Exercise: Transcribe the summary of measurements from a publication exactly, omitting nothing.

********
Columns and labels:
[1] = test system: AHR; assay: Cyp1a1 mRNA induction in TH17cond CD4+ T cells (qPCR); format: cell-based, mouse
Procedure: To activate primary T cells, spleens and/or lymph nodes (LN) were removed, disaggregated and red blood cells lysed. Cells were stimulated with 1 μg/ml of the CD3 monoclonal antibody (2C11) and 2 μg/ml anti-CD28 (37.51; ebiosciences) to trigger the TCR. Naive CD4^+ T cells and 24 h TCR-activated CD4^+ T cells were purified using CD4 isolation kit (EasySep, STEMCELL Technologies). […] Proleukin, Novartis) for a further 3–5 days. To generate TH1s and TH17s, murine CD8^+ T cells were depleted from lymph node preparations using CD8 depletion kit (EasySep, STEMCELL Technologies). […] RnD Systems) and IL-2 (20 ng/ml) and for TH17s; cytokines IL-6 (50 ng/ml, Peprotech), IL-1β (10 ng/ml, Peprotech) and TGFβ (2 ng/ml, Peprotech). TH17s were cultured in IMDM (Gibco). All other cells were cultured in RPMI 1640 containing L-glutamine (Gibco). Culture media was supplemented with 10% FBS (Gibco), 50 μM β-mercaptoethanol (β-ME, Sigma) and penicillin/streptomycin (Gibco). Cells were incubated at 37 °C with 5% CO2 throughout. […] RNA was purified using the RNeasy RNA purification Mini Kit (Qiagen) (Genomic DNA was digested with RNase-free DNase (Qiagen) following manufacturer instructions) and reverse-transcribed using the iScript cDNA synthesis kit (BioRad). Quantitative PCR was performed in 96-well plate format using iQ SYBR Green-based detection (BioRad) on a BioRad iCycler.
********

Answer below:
Columns and labels:
[1] = test system: AHR; assay: Cyp1a1 mRNA induction in TH17cond CD4+ T cells (qPCR); format: cell-based, mouse
Procedure: To activate primary T cells, spleens and/or lymph nodes (LN) were removed, disaggregated and red blood cells lysed. Cells were stimulated with 1 μg/ml of the CD3 monoclonal antibody (2C11) and 2 μg/ml anti-CD28 (37.51; ebiosciences) to trigger the TCR. Naive CD4^+ T cells and 24 h TCR-activated CD4^+ T cells were purified using CD4 isolation kit (EasySep, STEMCELL Technologies). […] Proleukin, Novartis) for a further 3–5 days. To generate TH1s and TH17s, murine CD8^+ T cells were depleted from lymph node preparations using CD8 depletion kit (EasySep, STEMCELL Technologies). […] RnD Systems) and IL-2 (20 ng/ml) and for TH17s; cytokines IL-6 (50 ng/ml, Peprotech), IL-1β (10 ng/ml, Peprotech) and TGFβ (2 ng/ml, Peprotech). TH17s were cultured in IMDM (Gibco). All other cells were cultured in RPMI 1640 containing L-glutamine (Gibco). Culture media was supplemented with 10% FBS (Gibco), 50 μM β-mercaptoethanol (β-ME, Sigma) and penicillin/streptomycin (Gibco). Cells were incubated at 37 °C with 5% CO2 throughout. […] RNA was purified using the RNeasy RNA purification Mini Kit (Qiagen) (Genomic DNA was digested with RNase-free DNase (Qiagen) following manufacturer instructions) and reverse-transcribed using the iScript cDNA synthesis kit (BioRad). Quantitative PCR was performed in 96-well plate format using iQ SYBR Green-based detection (BioRad) on a BioRad iCycler.